Represented below, some letters describing the wonderful joy that children bring. On this Peter and Ena waxed lyrical! Aunt Ena loved children and in return they loved her.
Saturday, 11th November 2000
Dear Aunt Ena,
Well our little Rachel is now almost three months old and she’s bright-eyed and full of smiles. Andrew spends much of his time trying to teach her about Thomas the Tank! (his enthusiasm for trains has no limits; it is just bound to wear off on Rachel, and who knows, engineering may be her vocation.)
Andrew is at that age where he can make hilarious little-sayings, and I am trying to recall a few of them for you:
“Tonight we’ll play all day!”
When my wallet was stolen at work:
“Don’t worry Daddy, I’ll BUY you some money!”
“For Christmas I’ll buy Granny & Grandma Easter-eggs!”
“Daddy, Look! I can blink with both eyes!”
When Sian was 8 months pregnant:
Mummy, will your tummy reach the ceiling??!”
We have just had a lovely week with my Mum and Dad in Edinburgh, and it is nice to feel rested, with a little breathing space for writing letters.
My sister Gillian has had a very difficult time with her wee baby. Sarah was born with a very small airway, and at two weeks of age was rushed into Hospital. Since then she has had a permanent tracheotomy, and breathes through this. No air passes her vocal cords so she can’t cry or talk. Poor Gillian has to be very vigilant, and along with her husband Richie, looks very tired. They hope that when Sarah is 2 years old that she can get the tracheotomy tube out. There is however a chance that Sarah might require surgery to reconstruct her airway. It’s not a nice thought. She’s such a smashing wee girl with a real warm personality.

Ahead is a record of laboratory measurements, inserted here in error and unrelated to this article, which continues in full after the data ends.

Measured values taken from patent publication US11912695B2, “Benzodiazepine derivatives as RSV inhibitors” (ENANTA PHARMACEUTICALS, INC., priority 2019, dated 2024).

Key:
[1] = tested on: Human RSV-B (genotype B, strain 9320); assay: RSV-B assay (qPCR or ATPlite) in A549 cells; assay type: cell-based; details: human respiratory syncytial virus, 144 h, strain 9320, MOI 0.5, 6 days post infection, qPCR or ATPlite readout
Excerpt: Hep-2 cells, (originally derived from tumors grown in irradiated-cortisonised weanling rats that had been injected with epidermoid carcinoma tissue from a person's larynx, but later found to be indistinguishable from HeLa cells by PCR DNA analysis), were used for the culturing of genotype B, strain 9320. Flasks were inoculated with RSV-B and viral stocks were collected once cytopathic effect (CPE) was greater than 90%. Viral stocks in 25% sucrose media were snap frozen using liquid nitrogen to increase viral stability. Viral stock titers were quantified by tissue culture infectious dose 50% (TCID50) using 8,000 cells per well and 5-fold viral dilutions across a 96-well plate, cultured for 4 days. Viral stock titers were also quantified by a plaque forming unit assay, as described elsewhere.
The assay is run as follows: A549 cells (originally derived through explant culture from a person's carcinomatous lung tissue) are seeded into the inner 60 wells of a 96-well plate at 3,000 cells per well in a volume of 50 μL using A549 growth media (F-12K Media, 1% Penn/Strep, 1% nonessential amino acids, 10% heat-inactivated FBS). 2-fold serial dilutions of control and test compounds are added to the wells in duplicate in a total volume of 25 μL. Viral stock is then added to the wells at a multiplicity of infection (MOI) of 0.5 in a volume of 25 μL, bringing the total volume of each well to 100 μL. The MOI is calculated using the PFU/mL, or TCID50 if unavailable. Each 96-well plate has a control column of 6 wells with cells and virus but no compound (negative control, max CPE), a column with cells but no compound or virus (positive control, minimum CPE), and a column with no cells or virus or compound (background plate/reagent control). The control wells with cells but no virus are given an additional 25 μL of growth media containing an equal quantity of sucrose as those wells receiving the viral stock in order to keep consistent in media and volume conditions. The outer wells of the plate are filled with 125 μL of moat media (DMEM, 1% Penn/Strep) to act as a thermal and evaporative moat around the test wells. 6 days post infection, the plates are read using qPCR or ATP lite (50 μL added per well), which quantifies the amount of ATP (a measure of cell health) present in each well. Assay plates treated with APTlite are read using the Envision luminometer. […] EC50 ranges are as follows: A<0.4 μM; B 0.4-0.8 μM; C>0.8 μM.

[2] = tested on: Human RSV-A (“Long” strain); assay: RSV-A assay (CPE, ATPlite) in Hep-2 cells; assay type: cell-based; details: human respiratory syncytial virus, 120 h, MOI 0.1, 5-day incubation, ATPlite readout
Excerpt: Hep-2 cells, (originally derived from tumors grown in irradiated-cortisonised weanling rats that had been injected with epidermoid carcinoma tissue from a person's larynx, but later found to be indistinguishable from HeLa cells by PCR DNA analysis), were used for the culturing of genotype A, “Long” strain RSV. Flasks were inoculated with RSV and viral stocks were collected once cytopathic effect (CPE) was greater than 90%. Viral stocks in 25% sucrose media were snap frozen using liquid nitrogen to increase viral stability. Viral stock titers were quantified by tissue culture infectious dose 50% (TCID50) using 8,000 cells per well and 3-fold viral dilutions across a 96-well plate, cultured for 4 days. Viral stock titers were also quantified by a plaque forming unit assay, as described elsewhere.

In the ‘fair reevin’ wind of Aberdeen’ we think of you, send on our warmest love, and hope that you are happy and well.
With warmest love,
Peter, Sian, Andrew and Rachel
Herewith was Aunt Ena’s reply:
14th November 2000
That was a nice surprise the postman brought this morning. I was so pleased to hear of Rachel’s progress, and all the cute sayings of her big brother. An engineer in the making I am sure. My dad was a Marine Engineer, Sailing Chief with the British India Company in the Far East. His skills have not been handed down in my genes! Mechanical things just puzzle me. Sian will be kept very busy, but childhood passes so quickly that it is very special for parents.